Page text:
With the future of the euro currency in the balance, the European Commission on Wednesday (1 December) outlined details for a permanent strategy to help countries at risk of defaulting on their debts.
The European Commission presented plans for fundamental treaty changes that will extend the current aid mechanism – the European Financial Stability Facility – beyond its 2013 sunset provision.
Details of the proposal will be debated by European leaders at their next EU summit on 16-17 December.
The changes, which have been rumoured in financial markets for weeks, would increase risk for sovereign investors. Under the proposal, bonds issued after June 2013 would include a provision to allow creditors to renegotiate new terms if the country is on the brink of insolvency.
The new clause would enable creditors to vote by qualified majority to agree changes to the terms of payment. That means some bondholders may be forced to take a loss on their investments.
Investor involvement would be decided on a case-by-case basis in line with practices of the International Monetary Fund, according to the Commission.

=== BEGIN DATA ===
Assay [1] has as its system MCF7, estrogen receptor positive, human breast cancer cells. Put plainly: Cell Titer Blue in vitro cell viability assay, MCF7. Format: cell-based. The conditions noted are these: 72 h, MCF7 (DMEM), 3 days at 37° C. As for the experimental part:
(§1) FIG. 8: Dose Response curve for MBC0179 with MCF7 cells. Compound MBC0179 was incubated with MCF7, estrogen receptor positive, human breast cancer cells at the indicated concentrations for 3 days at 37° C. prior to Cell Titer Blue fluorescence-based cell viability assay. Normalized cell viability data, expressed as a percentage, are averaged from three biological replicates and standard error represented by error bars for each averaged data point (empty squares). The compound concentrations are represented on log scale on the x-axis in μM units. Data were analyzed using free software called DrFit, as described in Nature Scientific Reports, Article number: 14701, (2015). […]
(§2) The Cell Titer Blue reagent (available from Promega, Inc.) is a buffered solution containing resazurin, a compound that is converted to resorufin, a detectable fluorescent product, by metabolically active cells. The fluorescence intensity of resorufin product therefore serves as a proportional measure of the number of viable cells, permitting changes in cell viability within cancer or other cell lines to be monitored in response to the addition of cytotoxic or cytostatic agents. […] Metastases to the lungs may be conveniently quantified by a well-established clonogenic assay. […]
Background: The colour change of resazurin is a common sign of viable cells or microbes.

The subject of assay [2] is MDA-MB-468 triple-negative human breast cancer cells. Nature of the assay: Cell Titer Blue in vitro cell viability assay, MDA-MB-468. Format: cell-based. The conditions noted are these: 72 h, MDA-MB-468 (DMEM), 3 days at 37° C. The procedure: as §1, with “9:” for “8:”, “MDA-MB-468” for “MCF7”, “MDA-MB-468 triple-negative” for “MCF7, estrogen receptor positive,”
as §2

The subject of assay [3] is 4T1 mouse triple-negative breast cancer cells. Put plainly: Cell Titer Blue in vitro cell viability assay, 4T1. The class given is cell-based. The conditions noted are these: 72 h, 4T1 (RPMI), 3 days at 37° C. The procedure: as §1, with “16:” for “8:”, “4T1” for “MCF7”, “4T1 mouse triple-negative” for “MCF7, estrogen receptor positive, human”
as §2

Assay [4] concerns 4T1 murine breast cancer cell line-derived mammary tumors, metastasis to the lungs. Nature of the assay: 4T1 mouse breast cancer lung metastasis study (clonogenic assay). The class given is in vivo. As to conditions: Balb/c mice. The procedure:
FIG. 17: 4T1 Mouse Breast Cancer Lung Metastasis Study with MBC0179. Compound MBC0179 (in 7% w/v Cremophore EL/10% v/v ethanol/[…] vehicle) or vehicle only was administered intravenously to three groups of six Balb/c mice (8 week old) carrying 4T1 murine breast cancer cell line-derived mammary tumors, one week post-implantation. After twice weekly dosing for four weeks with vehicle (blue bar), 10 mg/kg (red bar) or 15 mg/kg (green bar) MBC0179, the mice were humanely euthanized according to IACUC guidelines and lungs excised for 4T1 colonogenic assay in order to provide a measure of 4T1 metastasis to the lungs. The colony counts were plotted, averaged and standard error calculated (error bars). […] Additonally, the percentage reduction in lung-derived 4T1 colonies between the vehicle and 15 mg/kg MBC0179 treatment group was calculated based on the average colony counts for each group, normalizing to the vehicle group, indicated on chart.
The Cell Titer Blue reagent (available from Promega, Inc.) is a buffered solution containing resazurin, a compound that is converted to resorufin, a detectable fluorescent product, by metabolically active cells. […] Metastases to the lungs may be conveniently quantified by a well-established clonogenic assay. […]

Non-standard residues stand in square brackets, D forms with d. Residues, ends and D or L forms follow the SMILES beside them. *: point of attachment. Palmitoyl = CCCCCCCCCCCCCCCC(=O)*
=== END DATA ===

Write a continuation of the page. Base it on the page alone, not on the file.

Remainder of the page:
The changes, drafted by Council President Herman Van Rompuy, were endorsed on 28 November by the finance ministers of the 16 countries that use the euro currency. The agreement went hand-in-hand with the €85 billion rescue package for Ireland and was designed to help stem the contagion from spreading to other countries, such as Portugal, Spain and Belgium.
But that does not mean there will be unanimous support among Council members. The framework for a permanent strategy, crafted by German and French leaders in October, has already drawn fire from some member states and unsettled bond markets.
German Chancellor Angela Merkel, for example, wants to suspend voting rights for countries that seriously violate the principles of Economic and Monetary Union. That is unlikely to find support in countries with the weakest financial positions.
At the same time, a challenge to the legality of the eurozone rescue fund is being considered by the German Constitutional Court.